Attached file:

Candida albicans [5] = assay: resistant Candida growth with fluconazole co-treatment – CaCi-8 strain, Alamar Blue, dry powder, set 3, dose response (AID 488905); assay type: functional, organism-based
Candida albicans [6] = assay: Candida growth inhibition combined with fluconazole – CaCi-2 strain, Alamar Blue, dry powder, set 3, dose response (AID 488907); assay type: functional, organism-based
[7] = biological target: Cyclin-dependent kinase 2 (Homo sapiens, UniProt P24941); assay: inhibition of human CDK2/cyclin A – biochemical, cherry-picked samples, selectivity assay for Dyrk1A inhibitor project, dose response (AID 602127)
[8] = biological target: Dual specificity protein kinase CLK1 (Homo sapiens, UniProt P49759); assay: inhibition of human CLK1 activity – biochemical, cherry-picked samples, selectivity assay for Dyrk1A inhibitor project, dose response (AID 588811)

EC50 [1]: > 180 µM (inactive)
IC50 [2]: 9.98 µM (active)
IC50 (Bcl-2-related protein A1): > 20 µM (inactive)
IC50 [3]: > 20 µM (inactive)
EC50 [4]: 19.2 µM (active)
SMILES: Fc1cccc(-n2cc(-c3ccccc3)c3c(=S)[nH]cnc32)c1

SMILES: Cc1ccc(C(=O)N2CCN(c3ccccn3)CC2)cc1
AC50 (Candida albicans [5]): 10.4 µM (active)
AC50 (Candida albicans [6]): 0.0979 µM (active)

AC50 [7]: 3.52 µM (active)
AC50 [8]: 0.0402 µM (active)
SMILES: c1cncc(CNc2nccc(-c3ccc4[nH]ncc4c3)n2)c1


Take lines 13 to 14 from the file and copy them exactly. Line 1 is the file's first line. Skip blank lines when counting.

AC50 (Candida albicans [6]): 0.0979 µM (active)

AC50 [7]: 3.52 µM (active)